Author + information
- Received May 10, 1993
- Revision received January 13, 1994
- Accepted January 28, 1994
- Published online July 1, 1994.
- N.Sydney Moise, DVM, MS∗,
- Vicki Meyers-Wallen, DVM, PhD,
- William J. Flahive, BA,
- Beth A. Valentine, DVM, PhD,
- Janet M. Scarlett, DVM, PhD,
- Cynthia A. Brown, BA,
- Matthew J. Chavkin, DVM,
- Dee A. Dugger, MS,
- Shari Renaud-Farrell, BS,
- Bruce Kornreich, DVM,
- William C. Schoenborn, BS,
- Jennifer R. Sparks, BS and
- Robert F. Gilmour Jr., PhD
- ↵∗Address for correspondence: Dr. N. Sydney Moise, Department of Clinical Sciences, College cf Veterinary Medicine, Cornell University, Ithaca, New York 14853.
Objectives. This report describes a unique group of German shepherd dogs with inherited ventricular arrhythmias and sudden death. Before death, these dogs have no evidence of cardiovascular failure.
Background. There are few spontaneous animal models of sudden death that permit intensive investigation.
Methods. To determine the temporal evolution of ventricular arrhythmias and to characterize ihe syndrome of sudden cardiac death in these dogs, 24-h ambulatory electrocardiographic (ECG) monitoring, echocardiograms, electrophysiologic testing and breeding studies were conducted.
Results. The 24-h ambulatory ECGs from dogs that died showed frequent ventricular arrhythmias with rapid polymorphic ventricular tachycardia (rates > 480 beats/min). Affected dogs had a window of vulnerability for arrhythmias, with the highest incidence and severity of arrhythmias between 20 to 30 and 40 to 50 weeks of age. Affected dogs that died did not have prolongation of the QT interval over a spectrum of heart rates compared with unaffected dogs. The clinical arrhythmia was not induced in dogs during programmed electrical stimulation. Severely affected dogs monitored > 5 years did not develop any evidence of heart failure or cardiomyopathy, and no histopathologic abnormalities existed. Seventeen dogs died suddenly (age 4 to 30 months) and were either 1) found dead at first observation in the morning (n = 8), 2) observed to die during sleep (n = 4), 3) observed to die while resting after exercise (n = 3), or 4) observed to die during exercise (n = 2). All sudden deaths occurred between the end of September and April, with most (n = 11) during January and February.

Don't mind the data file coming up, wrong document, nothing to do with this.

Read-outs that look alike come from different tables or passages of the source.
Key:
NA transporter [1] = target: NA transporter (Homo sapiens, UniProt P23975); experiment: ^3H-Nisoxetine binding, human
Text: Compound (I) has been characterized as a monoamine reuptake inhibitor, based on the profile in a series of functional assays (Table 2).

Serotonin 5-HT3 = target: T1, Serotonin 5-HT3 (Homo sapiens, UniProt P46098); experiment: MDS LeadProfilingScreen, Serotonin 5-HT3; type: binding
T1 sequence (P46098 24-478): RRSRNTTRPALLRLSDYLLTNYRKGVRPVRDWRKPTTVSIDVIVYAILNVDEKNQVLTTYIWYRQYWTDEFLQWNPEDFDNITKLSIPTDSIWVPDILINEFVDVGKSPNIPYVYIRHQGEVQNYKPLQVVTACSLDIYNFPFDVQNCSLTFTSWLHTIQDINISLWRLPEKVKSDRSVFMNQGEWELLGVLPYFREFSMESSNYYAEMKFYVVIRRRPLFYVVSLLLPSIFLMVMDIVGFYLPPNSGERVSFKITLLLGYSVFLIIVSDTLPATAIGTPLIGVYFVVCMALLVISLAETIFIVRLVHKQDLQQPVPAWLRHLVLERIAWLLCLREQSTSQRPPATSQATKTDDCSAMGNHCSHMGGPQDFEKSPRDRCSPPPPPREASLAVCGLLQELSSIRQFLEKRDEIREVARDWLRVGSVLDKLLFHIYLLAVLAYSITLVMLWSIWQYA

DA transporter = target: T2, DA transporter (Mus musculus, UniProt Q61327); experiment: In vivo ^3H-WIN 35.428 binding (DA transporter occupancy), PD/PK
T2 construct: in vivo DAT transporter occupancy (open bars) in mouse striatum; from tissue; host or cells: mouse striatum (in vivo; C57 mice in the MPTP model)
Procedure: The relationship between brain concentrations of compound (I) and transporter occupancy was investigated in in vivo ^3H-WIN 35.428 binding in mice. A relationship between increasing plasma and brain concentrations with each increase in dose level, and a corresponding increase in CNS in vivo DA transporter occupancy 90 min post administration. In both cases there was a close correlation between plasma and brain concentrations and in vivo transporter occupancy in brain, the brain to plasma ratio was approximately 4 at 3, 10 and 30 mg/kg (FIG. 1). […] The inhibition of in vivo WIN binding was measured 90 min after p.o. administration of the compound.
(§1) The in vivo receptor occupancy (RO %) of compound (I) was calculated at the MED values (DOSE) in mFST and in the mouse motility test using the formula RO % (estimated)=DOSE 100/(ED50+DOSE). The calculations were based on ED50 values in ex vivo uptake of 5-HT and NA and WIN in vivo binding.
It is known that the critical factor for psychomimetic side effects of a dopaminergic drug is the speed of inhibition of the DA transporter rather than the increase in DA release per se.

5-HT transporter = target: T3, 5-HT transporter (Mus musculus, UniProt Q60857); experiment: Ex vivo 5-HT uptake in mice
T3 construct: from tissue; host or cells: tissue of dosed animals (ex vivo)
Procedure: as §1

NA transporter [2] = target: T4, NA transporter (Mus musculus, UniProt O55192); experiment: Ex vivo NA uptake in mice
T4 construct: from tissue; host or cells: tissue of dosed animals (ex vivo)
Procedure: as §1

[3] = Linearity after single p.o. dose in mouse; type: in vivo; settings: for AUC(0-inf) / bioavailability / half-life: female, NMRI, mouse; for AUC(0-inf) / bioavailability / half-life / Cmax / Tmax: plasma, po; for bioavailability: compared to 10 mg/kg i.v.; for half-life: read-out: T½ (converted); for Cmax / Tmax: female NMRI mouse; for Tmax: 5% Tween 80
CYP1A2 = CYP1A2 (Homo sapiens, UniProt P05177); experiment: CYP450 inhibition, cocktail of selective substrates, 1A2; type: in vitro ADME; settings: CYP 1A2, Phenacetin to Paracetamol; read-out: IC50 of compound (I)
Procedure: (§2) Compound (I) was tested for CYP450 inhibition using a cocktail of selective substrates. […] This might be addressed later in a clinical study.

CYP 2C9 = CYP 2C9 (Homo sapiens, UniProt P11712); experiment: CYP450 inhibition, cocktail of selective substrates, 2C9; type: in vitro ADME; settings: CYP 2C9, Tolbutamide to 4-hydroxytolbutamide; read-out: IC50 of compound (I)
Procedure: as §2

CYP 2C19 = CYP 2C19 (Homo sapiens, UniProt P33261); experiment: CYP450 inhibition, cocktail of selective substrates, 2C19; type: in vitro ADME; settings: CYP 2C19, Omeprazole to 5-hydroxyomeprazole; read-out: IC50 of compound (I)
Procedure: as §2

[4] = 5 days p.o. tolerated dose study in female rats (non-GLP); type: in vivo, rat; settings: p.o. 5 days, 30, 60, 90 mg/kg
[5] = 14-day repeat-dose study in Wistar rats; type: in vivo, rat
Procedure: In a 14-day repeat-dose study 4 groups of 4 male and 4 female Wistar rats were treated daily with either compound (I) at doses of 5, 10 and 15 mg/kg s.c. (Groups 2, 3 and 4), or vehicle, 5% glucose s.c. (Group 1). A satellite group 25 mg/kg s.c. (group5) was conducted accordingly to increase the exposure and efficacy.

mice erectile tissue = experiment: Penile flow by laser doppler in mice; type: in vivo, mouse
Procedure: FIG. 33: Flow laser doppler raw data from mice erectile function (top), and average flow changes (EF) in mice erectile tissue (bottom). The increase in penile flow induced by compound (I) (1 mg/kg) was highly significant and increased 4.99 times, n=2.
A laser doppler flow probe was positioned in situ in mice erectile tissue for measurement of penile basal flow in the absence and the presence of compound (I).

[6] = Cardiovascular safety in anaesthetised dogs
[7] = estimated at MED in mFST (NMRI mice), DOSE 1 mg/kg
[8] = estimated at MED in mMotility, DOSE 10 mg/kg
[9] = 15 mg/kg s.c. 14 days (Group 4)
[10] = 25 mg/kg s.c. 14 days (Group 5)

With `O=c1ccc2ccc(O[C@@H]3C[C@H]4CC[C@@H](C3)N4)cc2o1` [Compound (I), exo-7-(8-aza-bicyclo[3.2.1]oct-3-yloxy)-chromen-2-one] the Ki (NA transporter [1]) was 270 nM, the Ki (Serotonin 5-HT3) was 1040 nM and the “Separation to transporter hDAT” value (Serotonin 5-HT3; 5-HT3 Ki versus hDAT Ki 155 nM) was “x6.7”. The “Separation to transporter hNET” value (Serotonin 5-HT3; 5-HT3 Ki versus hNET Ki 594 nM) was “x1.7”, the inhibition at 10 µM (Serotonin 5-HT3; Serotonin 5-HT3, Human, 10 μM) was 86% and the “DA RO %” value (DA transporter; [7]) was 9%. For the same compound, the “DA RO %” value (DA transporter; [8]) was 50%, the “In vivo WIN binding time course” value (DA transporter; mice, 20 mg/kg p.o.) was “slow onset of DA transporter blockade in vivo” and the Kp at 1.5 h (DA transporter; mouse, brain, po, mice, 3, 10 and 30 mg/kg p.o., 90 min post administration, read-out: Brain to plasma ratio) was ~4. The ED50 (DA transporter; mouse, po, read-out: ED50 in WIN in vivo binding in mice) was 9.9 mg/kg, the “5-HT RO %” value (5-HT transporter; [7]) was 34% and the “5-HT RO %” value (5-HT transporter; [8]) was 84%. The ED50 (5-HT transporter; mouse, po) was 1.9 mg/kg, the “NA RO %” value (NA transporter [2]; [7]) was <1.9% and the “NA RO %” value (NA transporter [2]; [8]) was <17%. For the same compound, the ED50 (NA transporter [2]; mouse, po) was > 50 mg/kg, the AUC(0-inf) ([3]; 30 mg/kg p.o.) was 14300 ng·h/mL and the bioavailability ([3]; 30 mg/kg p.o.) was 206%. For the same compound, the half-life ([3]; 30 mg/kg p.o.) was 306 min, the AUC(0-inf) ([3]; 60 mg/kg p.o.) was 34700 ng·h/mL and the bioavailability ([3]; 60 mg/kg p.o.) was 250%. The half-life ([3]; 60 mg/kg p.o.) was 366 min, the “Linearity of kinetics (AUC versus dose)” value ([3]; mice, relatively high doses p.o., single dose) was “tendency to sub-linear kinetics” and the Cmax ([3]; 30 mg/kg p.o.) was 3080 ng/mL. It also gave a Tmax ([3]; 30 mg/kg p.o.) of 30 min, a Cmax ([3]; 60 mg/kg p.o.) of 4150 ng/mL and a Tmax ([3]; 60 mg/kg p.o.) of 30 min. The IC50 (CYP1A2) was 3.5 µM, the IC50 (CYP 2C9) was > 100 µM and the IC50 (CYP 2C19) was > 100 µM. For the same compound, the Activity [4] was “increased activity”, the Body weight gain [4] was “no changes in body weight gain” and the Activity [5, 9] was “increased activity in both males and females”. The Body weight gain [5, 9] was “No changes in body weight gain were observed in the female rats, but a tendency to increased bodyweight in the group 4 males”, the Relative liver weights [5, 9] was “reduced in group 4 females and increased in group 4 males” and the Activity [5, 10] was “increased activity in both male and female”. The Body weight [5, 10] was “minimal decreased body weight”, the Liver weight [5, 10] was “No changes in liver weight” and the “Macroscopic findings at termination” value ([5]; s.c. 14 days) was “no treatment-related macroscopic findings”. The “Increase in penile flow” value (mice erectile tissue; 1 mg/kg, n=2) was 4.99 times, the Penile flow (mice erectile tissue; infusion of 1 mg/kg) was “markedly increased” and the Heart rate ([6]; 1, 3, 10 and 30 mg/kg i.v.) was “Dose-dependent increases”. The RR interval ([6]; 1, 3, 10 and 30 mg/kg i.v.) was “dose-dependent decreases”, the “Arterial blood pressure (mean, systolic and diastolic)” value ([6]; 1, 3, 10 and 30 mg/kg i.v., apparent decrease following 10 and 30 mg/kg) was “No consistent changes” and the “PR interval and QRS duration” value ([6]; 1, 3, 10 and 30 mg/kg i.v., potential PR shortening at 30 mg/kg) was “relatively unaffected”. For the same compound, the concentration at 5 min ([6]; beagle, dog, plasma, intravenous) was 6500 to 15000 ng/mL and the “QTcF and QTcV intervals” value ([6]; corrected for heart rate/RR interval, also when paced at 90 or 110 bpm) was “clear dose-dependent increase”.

Conclusions. The cause of the inherited severe ventricular arrhythmias and sudden death in these young German shepherd dogs is still undetermined. A purely arrhythmic disorder is supported by the lack of cardiac pathology. Moreover, the window of vulnerability to ventricular arrhythmias and the age and circumstances of death invite speculation about the role of the autonomic nervous system.
☆ This study was funded in part by National Institutes of Health Grants HD28938-01 and BRSG F07RR05462, Bethesda, Maryland and the College of Veterinary Medicine Alumm Unrestricted Funds, Ithaca, New York.
- Received May 10, 1993.
- Revision received January 13, 1994.
- Accepted January 28, 1994.